‘’I am suspicious of anyone with a handshake – like a ten-cent pickled mackerel in brown paper’’ (Referring to President Woodrow Wilson)

William Alan White (1868 – 1944)

Risk and potential in Edcon’s Absa deal (June 2012) – the now infamous Absa deal!
Article (not exhaustive – by Samantha Enslin-Payne on June 8, 2012
Edcon’s R10 billion sale of its store cards to Absa would have positive spin-offs for the retailer and the bank, but the transaction presented possible constraints for both companies, analysts said yesterday.
The deal, announced on Wednesday, will result in Absa buying Edcon’s store-card portfolio of 3.8 million active account holders.

And what did our friends (backward trading is an exact science) Moody’s at the time had to say about the deal?

Moody’s Investors Services said the proposed sale was credit positive mainly due to the expected reduction of Edcon’s high debt of R26bn. Its credit profile would benefit from the elimination of underwriting risk, the removal of the funding requirement for its receivables book, and the continued face-to-face interaction with its customer base.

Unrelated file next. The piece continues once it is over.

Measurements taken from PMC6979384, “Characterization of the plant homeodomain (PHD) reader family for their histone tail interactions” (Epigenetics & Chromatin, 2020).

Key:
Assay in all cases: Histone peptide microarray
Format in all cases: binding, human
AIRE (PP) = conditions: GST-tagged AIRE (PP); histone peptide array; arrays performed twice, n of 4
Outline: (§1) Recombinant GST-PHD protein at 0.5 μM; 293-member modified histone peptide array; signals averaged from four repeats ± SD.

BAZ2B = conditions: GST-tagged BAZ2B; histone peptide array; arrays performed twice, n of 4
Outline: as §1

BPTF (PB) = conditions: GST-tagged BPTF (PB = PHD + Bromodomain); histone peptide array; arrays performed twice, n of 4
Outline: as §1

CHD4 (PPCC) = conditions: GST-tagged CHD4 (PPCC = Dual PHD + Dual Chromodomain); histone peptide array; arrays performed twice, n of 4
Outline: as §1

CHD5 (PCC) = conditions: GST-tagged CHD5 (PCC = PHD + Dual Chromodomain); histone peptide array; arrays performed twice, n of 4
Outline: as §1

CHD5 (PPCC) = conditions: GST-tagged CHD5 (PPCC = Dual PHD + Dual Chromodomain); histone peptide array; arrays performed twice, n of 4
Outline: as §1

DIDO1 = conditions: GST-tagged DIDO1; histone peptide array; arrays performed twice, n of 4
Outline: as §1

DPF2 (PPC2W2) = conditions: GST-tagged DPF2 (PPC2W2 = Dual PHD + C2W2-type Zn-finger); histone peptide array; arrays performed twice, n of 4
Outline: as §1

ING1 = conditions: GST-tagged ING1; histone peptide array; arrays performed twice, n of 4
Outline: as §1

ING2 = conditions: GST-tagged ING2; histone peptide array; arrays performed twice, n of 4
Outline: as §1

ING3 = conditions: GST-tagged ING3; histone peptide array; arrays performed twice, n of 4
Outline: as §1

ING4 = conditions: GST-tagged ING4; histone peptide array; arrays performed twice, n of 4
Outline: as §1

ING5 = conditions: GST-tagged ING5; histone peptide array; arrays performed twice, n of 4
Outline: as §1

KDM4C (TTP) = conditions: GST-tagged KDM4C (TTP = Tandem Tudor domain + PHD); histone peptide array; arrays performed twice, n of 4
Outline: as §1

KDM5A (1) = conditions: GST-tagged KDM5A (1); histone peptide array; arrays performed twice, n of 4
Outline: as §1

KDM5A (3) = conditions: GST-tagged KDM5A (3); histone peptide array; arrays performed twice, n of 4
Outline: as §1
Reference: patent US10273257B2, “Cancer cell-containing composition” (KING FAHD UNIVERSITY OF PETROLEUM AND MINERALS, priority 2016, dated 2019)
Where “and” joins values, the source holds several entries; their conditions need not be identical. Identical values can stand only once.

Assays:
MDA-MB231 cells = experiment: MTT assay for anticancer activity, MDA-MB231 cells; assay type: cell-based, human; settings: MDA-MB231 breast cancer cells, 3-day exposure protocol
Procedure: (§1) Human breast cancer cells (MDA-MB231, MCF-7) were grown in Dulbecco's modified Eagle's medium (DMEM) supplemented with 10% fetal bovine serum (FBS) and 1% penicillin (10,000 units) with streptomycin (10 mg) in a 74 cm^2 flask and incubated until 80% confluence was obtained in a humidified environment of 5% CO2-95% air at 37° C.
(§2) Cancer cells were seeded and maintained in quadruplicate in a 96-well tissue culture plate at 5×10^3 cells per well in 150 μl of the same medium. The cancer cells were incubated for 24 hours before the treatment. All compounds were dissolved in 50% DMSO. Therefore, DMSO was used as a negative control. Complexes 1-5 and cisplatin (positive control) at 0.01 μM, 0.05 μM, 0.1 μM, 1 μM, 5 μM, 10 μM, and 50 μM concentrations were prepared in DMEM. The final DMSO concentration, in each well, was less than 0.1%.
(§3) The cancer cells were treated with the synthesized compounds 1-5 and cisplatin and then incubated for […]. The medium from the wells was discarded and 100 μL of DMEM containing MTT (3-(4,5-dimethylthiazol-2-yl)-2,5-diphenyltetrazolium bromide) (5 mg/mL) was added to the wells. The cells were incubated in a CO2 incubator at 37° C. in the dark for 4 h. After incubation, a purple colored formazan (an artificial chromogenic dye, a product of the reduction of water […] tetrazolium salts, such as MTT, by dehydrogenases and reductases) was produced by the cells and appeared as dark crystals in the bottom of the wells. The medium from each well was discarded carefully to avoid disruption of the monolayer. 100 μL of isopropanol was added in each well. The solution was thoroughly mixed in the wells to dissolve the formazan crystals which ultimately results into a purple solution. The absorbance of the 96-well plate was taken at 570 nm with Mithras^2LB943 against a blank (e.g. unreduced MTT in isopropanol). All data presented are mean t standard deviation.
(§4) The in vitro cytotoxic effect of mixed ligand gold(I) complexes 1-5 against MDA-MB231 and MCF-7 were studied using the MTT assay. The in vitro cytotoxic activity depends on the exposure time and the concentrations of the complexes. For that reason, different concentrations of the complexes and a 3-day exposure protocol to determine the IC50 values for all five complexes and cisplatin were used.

But the removal of underwriting control of the receivables book was a potential constraint to future revenue growth should their strategies diverge, as 51 percent of total group revenue was based on credit sales, Moody’s said.

Oh, really Moody’s? You just cost the SA Pension Funds a lot of money by calling it ”credit positive”!

Lets see if my comment is posted, I have like a 10% success rate. If everything was on track until December, and lockdown only came around a month ago, what happened to the cash in that spare time? Important, hard cash paid into ed-CON was not from landlords and excisting lenders, it came from UIF period. This was a bailout with corparate a balance sheet raid, everyone in the industry knows it. Salary was a R1mil a month for 2019 FYI

Pure politics. The UIF should never have placed money via PIC. Edcon model was doomed years ago.
How this investment via PIC was approved boggles the mind.
who was running the show and how was it approved?

End of comments.